Guitarist Zac Sokolow was busking on the street and working construction in Los Angeles when Jake saw him playing guitar, and convinced him to move in with them and start a band. They spent years digging through obscure records and arcane field recordings, teaching themselves banjo, fiddle, mandolin, harmonica, and slide guitar.
Patrick calls this long immersion a "purist" phase. "We were suspicious of modern rock music," he says. "When we got together and formed a band, we had to make everything from scratch. We had no template. There was no band we wanted to be like. We were curious if we could create something brand new, summoning the spirit of old blues and country through what we'd learned firsthand, leaving nostalgia behind."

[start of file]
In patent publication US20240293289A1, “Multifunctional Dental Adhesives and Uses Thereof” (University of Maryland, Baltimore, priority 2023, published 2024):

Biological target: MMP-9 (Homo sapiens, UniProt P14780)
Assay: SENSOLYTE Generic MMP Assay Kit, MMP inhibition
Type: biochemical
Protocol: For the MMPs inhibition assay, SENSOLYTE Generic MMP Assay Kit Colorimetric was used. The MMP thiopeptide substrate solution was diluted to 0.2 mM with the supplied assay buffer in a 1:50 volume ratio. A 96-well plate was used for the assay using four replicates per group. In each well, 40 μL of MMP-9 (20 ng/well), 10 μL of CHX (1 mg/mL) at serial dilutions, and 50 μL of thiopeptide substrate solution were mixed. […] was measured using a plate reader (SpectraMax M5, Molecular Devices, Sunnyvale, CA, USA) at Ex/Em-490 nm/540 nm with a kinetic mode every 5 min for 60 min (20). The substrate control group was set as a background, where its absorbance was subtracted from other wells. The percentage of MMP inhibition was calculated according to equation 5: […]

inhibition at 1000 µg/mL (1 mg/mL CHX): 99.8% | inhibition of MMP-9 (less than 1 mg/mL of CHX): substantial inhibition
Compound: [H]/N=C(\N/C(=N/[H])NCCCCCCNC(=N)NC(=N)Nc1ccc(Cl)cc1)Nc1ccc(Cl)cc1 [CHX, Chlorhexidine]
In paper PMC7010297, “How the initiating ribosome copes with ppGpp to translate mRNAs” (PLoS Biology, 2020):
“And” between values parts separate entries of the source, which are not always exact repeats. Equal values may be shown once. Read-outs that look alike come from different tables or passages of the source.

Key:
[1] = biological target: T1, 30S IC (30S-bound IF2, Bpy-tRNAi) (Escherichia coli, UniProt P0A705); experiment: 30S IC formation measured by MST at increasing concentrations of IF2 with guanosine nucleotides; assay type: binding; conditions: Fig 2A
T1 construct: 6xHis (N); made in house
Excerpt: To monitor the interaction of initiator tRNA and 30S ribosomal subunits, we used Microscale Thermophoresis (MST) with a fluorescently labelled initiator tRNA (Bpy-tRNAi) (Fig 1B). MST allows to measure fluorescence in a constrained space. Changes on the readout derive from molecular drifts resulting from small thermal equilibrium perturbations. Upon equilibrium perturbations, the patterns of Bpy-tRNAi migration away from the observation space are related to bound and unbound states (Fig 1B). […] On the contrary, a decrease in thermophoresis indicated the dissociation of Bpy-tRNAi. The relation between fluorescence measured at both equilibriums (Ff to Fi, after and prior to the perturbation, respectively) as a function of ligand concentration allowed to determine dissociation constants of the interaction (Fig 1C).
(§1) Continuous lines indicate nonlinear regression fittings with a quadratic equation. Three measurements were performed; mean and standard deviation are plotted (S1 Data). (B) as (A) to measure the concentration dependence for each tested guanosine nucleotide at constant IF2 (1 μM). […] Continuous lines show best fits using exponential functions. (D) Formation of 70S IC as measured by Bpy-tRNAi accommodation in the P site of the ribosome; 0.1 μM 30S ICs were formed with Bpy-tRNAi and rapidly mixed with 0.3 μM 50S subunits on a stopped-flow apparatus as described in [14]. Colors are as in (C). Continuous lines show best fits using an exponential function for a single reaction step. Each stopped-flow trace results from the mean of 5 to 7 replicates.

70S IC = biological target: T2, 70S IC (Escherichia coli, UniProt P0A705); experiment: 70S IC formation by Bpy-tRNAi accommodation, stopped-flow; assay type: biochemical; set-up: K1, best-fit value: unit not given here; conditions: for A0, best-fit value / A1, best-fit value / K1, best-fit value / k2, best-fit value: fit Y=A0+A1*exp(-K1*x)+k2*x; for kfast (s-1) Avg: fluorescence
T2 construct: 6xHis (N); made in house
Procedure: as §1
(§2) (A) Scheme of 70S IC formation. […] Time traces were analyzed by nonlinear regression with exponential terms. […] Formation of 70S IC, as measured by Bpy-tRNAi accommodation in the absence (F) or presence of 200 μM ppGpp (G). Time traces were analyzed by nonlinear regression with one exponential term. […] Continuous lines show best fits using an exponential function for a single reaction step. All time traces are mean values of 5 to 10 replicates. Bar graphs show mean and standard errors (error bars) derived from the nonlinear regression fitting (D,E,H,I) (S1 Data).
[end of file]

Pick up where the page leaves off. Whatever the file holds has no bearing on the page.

The Americans' debut album, “I’ll Be Yours”, seems to have achieved just that. "They’ve shape-shifted back into the modern-day rock and roll band," writes Cara Gibney (No Depression), "writing contemporary music of their time, incorporating the kernel of their traditional roots, enhancing their rock and roll credentials with the emotional quality of music made generations earlier."